Driverless Cruise car accident highlights dangers of artificial intelligence

Driverless Cruise car accident highlights dangers of artificial intelligence

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It is not unusual for a new technology product to be recalled. Promising new tools don’t always work perfectly from the start. But that doesn’t usually happen after the technology in question hits a pedestrian and then drags them 20 feet across the street.

The catastrophic accident that halted operations at Cruise, General Motors’ self-driving car division, is the kind of setback that self-driving car champions have long feared. It has the potential to erode confidence in the technology and spark tough regulatory intervention, but it doesn’t need to set back the cause of robotaxis — as long as Cruise and its competitors act quickly and show they’ve taken the lessons to heart.

In early October, one of the company’s cars ran over a pedestrian who was thrown into its path after being hit by another car. The Cruze stopped, but then moved another 20 feet in what the company called a safety maneuver to make sure it didn’t create a hazard — all the while with the seriously injured pedestrian trapped underneath. California authorities, who suspended the company’s licenses to operate two weeks ago, also claimed that Cruise executives did not initially disclose the car’s second maneuver to regulators, although the company denied this.

This chaos has highlighted a number of uncomfortable truths about self-driving vehicles, and by extension much of the AI ​​industry. The first is that the kind of races that break out over new, potentially world-changing technologies create inevitable tension. On the one hand, there is the Silicon Valley culture of rapid deployment of new technologies, and on the other, the kind of safety cultures and processes that take years to develop in more mature markets.

In the US, Cruise has been competing with Tesla and Waymo, part of Alphabet, to develop robotaxi services, and parent General Motors has set an ambitious revenue target of $1 billion by 2025. It has now voluntarily suspended all operations and promised an overhaul. comprehensive. For safety operations and management arrangements. This may be welcome, but it came after California regulators banned the company from operating. Cruz and its competitors must show they can exceed public expectations about safety, rather than just react.

The second uncomfortable truth is that deep learning, the technology behind today’s most advanced artificial intelligence systems, is not yet advanced enough to predict accidents like the one at Cruise. It may never be so. This incident is a reminder that supervised learning systems are only as good as the data fed into them. No matter how much data there is, it is impossible to train them for everything the world may throw at them.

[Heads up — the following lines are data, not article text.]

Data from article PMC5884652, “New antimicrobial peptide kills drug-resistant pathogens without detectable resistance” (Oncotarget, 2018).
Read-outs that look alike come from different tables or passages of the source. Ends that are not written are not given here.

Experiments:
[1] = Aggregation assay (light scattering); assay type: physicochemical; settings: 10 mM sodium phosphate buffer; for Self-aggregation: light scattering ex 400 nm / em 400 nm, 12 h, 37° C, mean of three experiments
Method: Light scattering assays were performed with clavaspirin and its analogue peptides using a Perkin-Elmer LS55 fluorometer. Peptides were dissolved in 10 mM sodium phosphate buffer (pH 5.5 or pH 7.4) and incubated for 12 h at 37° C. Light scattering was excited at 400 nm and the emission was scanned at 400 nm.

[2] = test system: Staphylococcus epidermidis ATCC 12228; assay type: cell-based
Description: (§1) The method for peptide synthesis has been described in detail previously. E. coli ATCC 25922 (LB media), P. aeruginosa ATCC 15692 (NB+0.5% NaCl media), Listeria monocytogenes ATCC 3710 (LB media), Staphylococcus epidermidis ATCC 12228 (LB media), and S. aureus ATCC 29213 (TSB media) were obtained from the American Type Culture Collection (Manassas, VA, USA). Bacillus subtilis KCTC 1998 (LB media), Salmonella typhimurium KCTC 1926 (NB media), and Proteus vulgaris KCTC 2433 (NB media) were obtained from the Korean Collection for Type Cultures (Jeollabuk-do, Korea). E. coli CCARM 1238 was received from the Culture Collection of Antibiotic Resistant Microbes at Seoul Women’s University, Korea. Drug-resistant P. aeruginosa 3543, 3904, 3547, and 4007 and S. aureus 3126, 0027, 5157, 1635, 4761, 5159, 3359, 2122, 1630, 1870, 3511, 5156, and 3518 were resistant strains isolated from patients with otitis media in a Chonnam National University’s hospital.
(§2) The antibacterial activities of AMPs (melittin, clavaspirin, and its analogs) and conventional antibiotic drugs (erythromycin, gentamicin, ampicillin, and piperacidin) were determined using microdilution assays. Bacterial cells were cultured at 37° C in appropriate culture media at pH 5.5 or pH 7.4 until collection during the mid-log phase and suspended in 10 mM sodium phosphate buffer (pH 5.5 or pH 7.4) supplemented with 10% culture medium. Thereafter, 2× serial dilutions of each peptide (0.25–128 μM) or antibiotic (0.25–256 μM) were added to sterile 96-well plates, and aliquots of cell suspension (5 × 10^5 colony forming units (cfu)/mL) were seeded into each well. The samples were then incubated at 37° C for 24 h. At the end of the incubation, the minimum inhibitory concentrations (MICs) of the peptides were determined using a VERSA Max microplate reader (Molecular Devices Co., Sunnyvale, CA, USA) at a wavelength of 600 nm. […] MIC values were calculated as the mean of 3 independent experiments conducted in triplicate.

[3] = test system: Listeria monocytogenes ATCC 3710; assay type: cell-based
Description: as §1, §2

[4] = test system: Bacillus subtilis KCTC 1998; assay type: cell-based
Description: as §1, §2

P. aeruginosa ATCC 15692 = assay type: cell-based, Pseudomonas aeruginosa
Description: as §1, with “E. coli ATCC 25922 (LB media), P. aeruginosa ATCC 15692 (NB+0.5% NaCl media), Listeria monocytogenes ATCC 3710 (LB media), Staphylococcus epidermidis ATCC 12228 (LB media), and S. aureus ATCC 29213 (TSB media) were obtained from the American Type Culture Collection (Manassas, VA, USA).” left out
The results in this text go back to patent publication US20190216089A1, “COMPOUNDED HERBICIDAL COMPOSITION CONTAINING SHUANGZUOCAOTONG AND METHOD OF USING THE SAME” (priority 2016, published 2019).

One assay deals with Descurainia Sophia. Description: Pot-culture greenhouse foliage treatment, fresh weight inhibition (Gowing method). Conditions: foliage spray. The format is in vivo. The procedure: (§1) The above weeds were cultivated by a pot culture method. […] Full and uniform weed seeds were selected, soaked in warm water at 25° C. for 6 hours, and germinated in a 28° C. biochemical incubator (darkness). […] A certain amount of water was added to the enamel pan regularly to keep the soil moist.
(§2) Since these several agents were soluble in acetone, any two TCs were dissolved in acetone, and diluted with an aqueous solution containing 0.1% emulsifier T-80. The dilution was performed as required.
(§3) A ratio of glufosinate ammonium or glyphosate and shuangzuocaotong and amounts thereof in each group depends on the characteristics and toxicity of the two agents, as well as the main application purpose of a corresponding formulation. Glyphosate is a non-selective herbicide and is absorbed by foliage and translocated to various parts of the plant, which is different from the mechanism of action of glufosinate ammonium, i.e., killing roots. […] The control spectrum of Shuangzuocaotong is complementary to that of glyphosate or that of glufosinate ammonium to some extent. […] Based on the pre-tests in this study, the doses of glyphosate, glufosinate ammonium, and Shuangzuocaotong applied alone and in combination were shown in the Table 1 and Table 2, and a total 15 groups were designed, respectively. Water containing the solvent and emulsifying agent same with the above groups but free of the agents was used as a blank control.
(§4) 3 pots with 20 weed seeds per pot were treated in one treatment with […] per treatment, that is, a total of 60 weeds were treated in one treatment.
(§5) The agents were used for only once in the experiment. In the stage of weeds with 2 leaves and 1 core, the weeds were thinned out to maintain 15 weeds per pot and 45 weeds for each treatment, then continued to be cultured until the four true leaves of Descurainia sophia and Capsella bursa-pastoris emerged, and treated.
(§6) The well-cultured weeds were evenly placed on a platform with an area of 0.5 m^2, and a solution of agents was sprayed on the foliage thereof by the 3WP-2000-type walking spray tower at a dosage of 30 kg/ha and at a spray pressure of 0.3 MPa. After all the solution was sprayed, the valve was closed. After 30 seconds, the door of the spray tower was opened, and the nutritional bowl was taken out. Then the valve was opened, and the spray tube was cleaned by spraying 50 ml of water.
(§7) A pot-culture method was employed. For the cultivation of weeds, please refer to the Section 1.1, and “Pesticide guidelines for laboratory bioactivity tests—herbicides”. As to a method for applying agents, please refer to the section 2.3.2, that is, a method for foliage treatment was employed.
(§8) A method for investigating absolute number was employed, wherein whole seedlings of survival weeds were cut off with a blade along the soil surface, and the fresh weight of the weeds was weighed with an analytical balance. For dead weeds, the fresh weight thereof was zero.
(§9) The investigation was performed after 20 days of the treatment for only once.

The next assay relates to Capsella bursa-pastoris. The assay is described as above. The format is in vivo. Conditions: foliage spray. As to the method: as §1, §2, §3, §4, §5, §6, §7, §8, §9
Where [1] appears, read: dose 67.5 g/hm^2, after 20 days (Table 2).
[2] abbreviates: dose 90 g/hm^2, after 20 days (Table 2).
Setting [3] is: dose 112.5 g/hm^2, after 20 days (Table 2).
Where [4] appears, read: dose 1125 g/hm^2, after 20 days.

Cruise is at least able to use this incident in future training: all its vehicles from now on will learn from this experience. It also estimates that this particular accident would likely only happen every 10 to 100 million miles of driving. However, there will always be new situations that we have not encountered before.

To regain public trust, Cruze and its competitors must prove not only that their cars get into fewer accidents than humans, but also that they don’t sometimes make the kind of serious mistakes that humans could easily avoid. This is still a very significant drawback for today’s technology.

The third issue raised by the incident concerns organization. While there has been a lot of discussion about how to regulate AI, there has been little about who should actually do the regulation — and what ordinary citizens and their elected representatives at various levels of government have to say about technology that might profoundly impact their lives.

In Cruz’s case, approval from California state regulators was enough to give robo-taxis free access to San Francisco’s streets, despite protests from the city’s transportation authorities, the mayor’s office and groups representing citizens that the vehicles had not been fully tested.

Allowing greater oversight at the city level would create a raft of regulations that would make it harder for self-driving car companies to expand. However, the fallout from the Cruz accident suggests that the balance achieved in California is insufficient.

The situation is not lost. Cruz’s response has come straight from the crisis management playbook, from the outside investigations it launched into its technology and incident handling, to the voluntary recall of its vehicles. Rather than simply practicing harm reduction, it must convince the world that this is a real turning point.

richard.waters@ft.com

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